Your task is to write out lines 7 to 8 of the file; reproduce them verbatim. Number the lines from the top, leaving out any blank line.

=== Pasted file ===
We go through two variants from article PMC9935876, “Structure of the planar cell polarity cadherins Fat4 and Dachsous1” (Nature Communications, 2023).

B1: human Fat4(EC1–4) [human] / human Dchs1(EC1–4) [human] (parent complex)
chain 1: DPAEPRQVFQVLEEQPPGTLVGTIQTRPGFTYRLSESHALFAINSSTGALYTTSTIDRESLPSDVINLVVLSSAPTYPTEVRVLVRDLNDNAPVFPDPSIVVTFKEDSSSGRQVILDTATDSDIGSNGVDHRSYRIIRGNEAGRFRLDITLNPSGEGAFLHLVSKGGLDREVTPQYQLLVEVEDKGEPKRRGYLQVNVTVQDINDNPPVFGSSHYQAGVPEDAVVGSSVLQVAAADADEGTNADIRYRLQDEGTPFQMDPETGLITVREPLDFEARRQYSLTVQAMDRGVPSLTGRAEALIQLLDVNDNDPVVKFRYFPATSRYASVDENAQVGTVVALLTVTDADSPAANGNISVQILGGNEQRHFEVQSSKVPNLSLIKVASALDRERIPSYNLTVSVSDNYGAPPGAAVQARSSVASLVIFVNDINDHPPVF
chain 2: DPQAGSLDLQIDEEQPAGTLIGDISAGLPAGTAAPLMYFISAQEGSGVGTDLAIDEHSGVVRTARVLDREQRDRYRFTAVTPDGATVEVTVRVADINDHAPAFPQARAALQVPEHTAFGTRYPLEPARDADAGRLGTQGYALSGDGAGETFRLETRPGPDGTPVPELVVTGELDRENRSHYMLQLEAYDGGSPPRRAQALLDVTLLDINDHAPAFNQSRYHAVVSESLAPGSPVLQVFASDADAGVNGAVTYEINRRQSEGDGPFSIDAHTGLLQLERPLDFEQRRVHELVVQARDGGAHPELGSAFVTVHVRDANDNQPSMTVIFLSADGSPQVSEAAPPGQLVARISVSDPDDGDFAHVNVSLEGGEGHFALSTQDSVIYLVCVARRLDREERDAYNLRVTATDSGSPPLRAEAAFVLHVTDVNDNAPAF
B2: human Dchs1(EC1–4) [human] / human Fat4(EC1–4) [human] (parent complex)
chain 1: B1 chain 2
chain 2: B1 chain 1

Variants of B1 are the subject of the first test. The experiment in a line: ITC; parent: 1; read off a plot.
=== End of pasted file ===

chain 2: B1 chain 1

Variants of B1 are the subject of the first test. The experiment in a line: ITC; parent: 1; read off a plot.